The Value Scorecard identifies the stocks most likely to outperform based on its valuation metrics. This list of both classic and unconventional valuation items helps separate which stocks are overvalued, rightly lowly valued, and temporarily undervalued which are poised to move higher.
The Momentum Scorecard focuses on price and earnings momentum and indicates when the timing is right to enter a stock. The analyzed items go beyond simple trend analysis. The tested combination of price performance, and earnings momentum (both actual and estimate revisions), creates a powerful timeliness indicator to help you identify stocks on the move so you know when to get in and when to get out.
The M Industry (aka Medium Sized Industry) is a subset of the of the larger Sector category, which is used to classify all of the stocks in the Zacks Universe. The Zacks database contains over 10,000 stocks. All of those stocks are classified into three groups: Sector, M Industry and X (Expanded) Industry. There are 17 Sectors, 60 different M Industries, and 265 X Industries.
For example, a regional bank would be classified in the Finance Sector. Within the Finance Sector, it would fall into the M Industry of Banks & Thrifts. And within the M Industry, it might further be delineated into the X Industry group called Banks Northeast. This allows the investor to be as broad or as specific as they want to be when selecting stocks.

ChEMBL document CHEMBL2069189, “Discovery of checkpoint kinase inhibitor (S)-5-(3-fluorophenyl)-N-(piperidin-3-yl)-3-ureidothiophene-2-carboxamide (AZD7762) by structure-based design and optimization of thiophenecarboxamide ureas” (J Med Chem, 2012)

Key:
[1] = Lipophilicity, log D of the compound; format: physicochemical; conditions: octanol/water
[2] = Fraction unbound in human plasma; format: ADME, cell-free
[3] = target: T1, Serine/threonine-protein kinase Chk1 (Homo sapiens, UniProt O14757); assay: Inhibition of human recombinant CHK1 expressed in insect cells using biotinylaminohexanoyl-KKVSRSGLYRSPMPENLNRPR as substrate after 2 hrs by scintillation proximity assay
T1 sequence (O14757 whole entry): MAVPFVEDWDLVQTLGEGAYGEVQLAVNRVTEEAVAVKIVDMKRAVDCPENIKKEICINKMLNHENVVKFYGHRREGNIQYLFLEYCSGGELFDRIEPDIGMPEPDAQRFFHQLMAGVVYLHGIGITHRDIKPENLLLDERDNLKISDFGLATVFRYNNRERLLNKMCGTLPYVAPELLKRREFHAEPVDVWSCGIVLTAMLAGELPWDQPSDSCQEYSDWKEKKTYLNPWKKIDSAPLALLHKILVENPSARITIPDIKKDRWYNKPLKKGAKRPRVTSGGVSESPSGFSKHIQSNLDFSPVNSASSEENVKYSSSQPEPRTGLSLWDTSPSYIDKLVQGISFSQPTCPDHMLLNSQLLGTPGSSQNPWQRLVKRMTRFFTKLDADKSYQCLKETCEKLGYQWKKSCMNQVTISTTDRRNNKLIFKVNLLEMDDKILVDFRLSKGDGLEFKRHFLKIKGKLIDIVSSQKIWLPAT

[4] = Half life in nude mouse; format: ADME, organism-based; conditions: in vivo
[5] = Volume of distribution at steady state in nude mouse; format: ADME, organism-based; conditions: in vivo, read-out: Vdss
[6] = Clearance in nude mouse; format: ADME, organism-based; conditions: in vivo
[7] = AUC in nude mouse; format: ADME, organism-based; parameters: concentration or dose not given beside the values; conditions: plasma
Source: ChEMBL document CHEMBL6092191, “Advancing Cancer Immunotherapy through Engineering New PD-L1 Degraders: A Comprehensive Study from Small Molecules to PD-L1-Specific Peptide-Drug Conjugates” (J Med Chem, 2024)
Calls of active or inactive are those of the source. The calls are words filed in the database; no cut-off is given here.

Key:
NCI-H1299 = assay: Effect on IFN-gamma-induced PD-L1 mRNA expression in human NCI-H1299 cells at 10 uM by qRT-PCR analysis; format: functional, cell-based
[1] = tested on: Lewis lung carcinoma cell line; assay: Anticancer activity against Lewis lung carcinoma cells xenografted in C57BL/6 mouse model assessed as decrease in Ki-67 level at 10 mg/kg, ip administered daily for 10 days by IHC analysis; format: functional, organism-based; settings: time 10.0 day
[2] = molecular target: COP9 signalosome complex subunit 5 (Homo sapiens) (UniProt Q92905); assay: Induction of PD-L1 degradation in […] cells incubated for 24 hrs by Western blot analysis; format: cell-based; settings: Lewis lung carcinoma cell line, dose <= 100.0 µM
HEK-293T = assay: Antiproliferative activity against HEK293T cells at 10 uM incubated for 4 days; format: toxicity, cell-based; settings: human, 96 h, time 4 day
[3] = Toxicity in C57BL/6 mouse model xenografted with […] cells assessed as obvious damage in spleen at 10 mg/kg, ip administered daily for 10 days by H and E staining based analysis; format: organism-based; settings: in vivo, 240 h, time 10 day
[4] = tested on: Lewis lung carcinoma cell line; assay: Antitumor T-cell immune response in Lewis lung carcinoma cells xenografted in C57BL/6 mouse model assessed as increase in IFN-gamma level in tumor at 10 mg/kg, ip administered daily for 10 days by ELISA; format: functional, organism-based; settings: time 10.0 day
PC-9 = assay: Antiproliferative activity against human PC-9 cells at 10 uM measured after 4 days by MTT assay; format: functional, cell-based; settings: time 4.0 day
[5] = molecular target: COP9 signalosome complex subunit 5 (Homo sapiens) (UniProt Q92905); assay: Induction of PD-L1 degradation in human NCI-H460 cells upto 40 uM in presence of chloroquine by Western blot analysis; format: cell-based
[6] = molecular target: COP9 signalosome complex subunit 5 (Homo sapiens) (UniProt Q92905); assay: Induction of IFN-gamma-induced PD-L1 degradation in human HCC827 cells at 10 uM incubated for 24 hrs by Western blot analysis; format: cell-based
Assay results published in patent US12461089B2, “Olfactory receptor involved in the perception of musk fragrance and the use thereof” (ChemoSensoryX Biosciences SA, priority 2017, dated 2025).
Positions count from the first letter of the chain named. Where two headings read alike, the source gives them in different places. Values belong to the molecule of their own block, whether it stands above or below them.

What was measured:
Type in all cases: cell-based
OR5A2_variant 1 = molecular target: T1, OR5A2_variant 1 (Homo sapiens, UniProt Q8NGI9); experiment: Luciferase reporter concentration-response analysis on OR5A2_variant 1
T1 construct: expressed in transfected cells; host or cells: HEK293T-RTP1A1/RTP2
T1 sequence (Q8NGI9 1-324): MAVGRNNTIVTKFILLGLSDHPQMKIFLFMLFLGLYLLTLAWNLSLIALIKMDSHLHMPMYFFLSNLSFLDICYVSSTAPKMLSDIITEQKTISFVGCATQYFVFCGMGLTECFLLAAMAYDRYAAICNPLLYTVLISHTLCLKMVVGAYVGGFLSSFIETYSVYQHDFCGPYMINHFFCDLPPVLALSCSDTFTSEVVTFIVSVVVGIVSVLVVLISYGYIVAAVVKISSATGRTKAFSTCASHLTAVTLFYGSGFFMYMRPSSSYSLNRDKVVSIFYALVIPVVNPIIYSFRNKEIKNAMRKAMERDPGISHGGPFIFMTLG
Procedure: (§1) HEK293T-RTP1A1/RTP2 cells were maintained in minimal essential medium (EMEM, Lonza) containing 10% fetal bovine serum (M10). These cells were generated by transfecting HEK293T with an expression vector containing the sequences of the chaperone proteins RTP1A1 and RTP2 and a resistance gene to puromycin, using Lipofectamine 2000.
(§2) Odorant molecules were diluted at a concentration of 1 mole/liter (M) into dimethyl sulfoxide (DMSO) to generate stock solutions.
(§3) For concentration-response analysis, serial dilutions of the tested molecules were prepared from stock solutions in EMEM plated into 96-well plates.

The M Industry values displayed in this column are the median values for all of the stocks within their respective industry. (If an X Industry does not have at least four stocks within its group, this column will display the M Industry.) When evaluating a stock, it can be useful to compare it to its industry as a point of reference. Moreover, when comparing stocks in different industries, it can become even more important to look at the relative measures, since different stocks in different industries have different values that are considered normal.
Like the earnings yield, which shows the anticipated yield (or return) on a stock based on the earnings and the price paid, the cash yield does the same, but with cash being the numerator instead of earnings. For example, a cash/price ratio, or cash yield, of .08 suggests an 8% return or 8 cents for every $1 of investment.
Enterprise Value / Earnings Before Interest, Taxes, Depreciation and Amortization is a valuation metric used to measure a company's value and is helpful in comparing one stock to another.
Conventional wisdom says that a PEG ratio of 1 or less is considered good (at par or undervalued to its growth rate). A value greater than 1, in general, is not as good (overvalued to its growth rate). For example, a company with a P/E ratio of 25 and a growth rate of 20% would have a PEG ratio of 1.25 (25 / 20 = 1.25). A company with a P/E ratio of 40 and a growth rate of 50% would have a PEG ratio of 0.80 (40 / 50 = 0.80). Traditionally, investors would look at the stock with the lower P/E and deem it a bargain. But when compared to its growth rate, it does't have the earnings growth to justify its P/E. In this example, the one with the P/E of 40 is the better bargain because it is selling at a discount to its growth rate. So the PEG ratio tells you what you're paying for each unit of earnings growth. 781b155fdc